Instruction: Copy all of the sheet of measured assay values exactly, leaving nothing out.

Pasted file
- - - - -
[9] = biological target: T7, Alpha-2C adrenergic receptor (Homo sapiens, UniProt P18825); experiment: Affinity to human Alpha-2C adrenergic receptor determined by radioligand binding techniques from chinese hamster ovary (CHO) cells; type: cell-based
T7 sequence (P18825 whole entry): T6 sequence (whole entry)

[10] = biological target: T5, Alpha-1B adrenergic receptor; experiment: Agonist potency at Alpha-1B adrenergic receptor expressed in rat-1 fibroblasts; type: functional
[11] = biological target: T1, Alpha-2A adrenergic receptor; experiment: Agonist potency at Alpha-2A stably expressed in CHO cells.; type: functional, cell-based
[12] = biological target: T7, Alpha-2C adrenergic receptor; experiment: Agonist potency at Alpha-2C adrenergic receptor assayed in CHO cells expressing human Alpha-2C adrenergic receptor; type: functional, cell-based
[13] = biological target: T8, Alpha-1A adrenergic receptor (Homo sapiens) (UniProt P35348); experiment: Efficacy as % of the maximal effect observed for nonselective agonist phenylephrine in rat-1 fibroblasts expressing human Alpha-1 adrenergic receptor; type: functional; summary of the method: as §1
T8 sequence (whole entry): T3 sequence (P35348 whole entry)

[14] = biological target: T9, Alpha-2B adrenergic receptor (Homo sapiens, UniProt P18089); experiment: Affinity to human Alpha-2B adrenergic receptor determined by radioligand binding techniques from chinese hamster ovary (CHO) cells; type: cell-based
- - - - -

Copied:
[9] = biological target: T7, Alpha-2C adrenergic receptor (Homo sapiens, UniProt P18825); experiment: Affinity to human Alpha-2C adrenergic receptor determined by radioligand binding techniques from chinese hamster ovary (CHO) cells; type: cell-based
T7 sequence (P18825 whole entry): T6 sequence (whole entry)

[10] = biological target: T5, Alpha-1B adrenergic receptor; experiment: Agonist potency at Alpha-1B adrenergic receptor expressed in rat-1 fibroblasts; type: functional
[11] = biological target: T1, Alpha-2A adrenergic receptor; experiment: Agonist potency at Alpha-2A stably expressed in CHO cells.; type: functional, cell-based
[12] = biological target: T7, Alpha-2C adrenergic receptor; experiment: Agonist potency at Alpha-2C adrenergic receptor assayed in CHO cells expressing human Alpha-2C adrenergic receptor; type: functional, cell-based
[13] = biological target: T8, Alpha-1A adrenergic receptor (Homo sapiens) (UniProt P35348); experiment: Efficacy as % of the maximal effect observed for nonselective agonist phenylephrine in rat-1 fibroblasts expressing human Alpha-1 adrenergic receptor; type: functional; summary of the method: as §1
T8 sequence (whole entry): T3 sequence (P35348 whole entry)

[14] = biological target: T9, Alpha-2B adrenergic receptor (Homo sapiens, UniProt P18089); experiment: Affinity to human Alpha-2B adrenergic receptor determined by radioligand binding techniques from chinese hamster ovary (CHO) cells; type: cell-based